Mahler and His Programs vis-à-vis Strauss


  • Joseph P. Jones The University of Southern Mississippi


Gustav Mahler, Richard Strauss, programmatic music, reception history, Symphony No. 3, Also sprach Zarathustra


Gustav Mahler had, by the late 1880s, achieved considerable prestige as a conductor, yet Richard Strauss’s early success as a composer of tone poems earned him wider fame and fortune. Around the time of Strauss’s triumphant premieres of Don Juan and Tod und Verklärung, Mahler was securing performances of his own programmatic orchestral works, the Symphonisches Gedicht in zwei Teilen and Todtenfeier. After disappointing results, he revised both, adding descriptive movement titles and other programmatic details, seemingly following Strauss’s lead. But further unsuccessful performances followed and Mahler grew wary of publicly sharing such descriptions of his works. The so-called ‘Munich Declaration’ of 1900 in which he denounced the programme seemed to react to this negative reception, which stood out in stark relief compared to the acclaim Strauss received.
Scholars have long reflected on Mahler’s comments on his programs, but the extent to which his adoption and subsequent rejection of such descriptions was influenced by Strauss has remained elusive. Viewing the early symphonies against the backdrop of works such as Strauss’s Also sprach Zarathustra, this article illuminates how Mahler’s stance on the descriptive programme shifted. Later he was more concerned with comprehension and with setting himself apart from Strauss. But Mahler’s earlier approaches to his own programmatic compositions, including what he chose to share publicly, were clearly bound up with Strauss’s own creative output and suggest envy of his rival’s success and frustration with his own failures.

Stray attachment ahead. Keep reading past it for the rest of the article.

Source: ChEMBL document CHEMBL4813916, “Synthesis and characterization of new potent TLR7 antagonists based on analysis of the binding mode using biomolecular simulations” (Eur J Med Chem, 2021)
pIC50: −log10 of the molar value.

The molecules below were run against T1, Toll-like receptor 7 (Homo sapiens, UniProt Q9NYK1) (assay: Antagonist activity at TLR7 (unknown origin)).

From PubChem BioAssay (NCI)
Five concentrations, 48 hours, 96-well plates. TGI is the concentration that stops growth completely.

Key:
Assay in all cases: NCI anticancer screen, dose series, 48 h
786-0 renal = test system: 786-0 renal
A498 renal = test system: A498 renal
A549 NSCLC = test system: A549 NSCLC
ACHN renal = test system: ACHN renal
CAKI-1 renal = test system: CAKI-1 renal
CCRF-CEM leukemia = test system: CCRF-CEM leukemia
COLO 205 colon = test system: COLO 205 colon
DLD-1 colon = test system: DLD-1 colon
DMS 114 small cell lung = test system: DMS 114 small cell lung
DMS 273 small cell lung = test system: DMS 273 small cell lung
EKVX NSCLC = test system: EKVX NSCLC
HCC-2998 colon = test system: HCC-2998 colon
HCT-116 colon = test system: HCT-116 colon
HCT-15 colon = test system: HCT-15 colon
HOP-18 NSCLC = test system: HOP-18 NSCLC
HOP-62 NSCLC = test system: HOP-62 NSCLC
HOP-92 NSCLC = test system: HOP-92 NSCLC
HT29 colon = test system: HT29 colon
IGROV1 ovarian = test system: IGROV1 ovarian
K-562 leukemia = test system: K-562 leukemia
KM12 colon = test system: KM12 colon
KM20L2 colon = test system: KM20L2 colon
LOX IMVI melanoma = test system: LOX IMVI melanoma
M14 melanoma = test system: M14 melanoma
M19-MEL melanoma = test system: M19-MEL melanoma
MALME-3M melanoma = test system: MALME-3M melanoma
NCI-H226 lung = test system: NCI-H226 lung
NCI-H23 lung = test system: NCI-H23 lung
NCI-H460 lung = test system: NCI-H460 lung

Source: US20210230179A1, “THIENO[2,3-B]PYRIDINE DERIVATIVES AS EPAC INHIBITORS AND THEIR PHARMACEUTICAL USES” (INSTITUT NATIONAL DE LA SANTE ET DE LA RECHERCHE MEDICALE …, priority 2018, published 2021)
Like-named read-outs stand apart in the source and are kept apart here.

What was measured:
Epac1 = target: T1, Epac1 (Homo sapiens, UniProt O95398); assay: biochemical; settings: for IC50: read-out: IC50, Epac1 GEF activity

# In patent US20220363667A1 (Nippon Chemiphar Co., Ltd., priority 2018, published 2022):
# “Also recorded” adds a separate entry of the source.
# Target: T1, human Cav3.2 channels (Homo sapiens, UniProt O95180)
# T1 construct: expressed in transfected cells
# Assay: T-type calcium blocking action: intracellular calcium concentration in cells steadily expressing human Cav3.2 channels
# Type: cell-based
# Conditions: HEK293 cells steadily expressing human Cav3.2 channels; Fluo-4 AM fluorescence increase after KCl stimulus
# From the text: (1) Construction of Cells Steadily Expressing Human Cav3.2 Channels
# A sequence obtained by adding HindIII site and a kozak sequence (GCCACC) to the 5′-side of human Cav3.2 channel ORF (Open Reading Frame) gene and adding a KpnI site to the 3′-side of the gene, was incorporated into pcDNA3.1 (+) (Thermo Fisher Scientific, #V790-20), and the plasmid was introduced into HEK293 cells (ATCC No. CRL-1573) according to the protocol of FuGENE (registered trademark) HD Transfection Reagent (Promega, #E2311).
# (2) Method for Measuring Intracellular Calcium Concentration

How to Cite

Jones, J. P. (2023). Mahler and His Programs vis-à-vis Strauss. Journal of Music Research Online, 13. Retrieved from